Some online retailers are breaching refund and return rules set out in UK consumer law according to Which?.
The consumer champion said that of the retailers it checked, 95 don’t offer refunds on sale items, 74 don’t give customers the minimum length of time to return orders, 36 do not adhere to rules on returning faulty goods, 17 don’t offer refunds at all and 16 charge fees for making returns.
In addition, 36 retailers had incorrect or misleading policies for dealing with faulty goods.
Which? found all of the retailers through buy-now-pay-later (BNPL) providers, which are currently unregulated, although these online stores also accept other forms of payment, including credit cards and bank deposits.
Depending on the form of payment that a shopper chose, they could be left out of pocket if the item turned out to be faulty or they simply changed their mind.
Which? said it’s writing to all of the companies it spot checked to ask them to change their policies in line with UK consumer law.
What it means for you…
The Which? research is a good reminder to always check the reviews of the retailer if it’s lesser known and understand what payment protections are in place for your chosen method of payment.
Under Consumer Contracts Regulations, you have at least 14 days after receiving your order to tell the retailer that you’ve changed your mind. You then have a further 14 days in which to send any items back.
You shouldn’t have to pay for the return and you should also get the original shipping costs back as part of your refund.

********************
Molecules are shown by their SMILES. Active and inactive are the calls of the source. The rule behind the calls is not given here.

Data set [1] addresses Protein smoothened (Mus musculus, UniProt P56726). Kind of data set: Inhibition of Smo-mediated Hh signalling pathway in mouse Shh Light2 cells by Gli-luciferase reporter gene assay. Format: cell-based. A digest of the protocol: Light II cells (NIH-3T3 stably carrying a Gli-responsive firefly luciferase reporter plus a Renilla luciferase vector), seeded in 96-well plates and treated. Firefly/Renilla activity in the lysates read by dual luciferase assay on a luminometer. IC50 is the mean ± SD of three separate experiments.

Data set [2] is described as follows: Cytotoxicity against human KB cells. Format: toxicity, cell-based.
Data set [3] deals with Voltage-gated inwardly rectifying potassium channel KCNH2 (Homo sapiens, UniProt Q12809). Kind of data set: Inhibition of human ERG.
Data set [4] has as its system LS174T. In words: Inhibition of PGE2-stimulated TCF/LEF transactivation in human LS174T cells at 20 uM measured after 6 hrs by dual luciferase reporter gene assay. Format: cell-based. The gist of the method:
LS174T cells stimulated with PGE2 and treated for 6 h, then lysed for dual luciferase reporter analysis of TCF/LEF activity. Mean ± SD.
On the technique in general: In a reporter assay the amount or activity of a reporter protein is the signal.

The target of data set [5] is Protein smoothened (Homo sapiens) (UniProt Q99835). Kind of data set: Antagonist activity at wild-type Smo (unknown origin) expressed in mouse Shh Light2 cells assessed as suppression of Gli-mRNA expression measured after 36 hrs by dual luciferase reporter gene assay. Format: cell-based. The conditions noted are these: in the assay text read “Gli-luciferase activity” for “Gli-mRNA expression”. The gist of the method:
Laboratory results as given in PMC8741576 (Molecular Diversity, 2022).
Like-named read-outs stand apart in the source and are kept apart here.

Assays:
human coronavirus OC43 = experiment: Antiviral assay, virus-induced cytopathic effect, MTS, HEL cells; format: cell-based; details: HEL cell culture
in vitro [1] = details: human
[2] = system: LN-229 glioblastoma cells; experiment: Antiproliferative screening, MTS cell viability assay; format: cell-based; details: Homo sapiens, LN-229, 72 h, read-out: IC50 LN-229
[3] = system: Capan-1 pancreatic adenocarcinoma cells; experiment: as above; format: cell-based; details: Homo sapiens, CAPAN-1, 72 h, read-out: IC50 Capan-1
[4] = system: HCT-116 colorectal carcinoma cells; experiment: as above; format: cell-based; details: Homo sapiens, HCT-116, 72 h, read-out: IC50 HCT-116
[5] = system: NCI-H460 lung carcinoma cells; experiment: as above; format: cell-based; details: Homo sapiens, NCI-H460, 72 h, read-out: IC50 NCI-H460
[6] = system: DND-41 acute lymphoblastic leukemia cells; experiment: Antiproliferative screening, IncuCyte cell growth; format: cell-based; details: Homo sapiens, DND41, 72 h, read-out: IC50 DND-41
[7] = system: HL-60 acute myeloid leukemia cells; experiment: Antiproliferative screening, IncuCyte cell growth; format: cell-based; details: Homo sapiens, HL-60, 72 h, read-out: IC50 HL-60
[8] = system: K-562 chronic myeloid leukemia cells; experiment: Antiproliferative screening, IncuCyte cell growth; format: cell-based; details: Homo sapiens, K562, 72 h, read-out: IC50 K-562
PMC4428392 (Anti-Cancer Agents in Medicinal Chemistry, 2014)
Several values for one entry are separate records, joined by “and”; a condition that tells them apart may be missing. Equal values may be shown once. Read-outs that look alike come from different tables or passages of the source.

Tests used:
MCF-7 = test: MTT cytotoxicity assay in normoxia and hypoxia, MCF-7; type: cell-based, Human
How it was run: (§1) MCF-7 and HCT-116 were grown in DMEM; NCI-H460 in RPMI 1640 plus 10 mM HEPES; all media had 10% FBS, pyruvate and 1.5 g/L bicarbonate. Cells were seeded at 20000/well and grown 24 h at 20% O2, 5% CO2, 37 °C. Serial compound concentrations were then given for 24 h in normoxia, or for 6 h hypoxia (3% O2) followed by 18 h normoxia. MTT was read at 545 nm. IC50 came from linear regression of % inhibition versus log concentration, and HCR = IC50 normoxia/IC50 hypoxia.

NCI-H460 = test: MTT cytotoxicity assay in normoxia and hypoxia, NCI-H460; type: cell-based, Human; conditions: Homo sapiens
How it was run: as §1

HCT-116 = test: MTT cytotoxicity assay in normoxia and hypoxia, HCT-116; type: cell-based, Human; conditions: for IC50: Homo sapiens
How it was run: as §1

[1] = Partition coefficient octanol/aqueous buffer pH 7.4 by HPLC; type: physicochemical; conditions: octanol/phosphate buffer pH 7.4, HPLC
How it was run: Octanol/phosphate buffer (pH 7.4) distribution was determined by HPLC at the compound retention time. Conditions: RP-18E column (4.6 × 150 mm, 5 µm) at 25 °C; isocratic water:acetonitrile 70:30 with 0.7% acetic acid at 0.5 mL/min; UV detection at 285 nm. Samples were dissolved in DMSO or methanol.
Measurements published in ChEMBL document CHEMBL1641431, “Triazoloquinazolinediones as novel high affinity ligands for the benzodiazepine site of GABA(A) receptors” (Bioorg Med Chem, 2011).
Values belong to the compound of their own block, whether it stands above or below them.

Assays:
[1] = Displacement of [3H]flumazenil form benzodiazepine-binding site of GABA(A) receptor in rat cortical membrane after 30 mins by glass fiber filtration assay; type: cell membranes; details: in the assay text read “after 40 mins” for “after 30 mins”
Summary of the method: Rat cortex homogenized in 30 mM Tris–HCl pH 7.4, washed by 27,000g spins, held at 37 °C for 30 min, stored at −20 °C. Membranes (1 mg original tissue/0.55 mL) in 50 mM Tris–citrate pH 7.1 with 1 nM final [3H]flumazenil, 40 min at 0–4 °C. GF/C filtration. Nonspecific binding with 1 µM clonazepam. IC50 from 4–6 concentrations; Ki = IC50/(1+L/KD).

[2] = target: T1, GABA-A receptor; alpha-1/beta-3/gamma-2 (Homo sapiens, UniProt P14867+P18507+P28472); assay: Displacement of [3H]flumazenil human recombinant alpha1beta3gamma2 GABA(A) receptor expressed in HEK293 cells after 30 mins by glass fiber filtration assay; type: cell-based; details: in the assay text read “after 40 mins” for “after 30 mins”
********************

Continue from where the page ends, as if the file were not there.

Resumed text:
This applies to items that were discounted or in a sale as well.
There are some exceptions though, such as if the item is perishable, is tailor-made or personalised or for hygiene reasons.
As for faulty items, under the Consumer Rights Act, you have 30 days to reject faulty items. After that, you may still be entitled to a repair or replacement.
When it comes to payment protection, credit cards offer the most robust protection – this is under Section 75 of the Consumer Credit Act.
The protection applies to expenditures between £100 and £30,000 and you can claim when there has been a breach or misrepresentation of the product or service by the seller. Your credit card provider will expect you to have contacted the seller first, though.
From experience, it can still take a while to get your money back and the burden of proof is on you.
Other forms of payment, such as PayPal or BNPL schemes, may also have their own payment protection but these aren’t enshrined in law.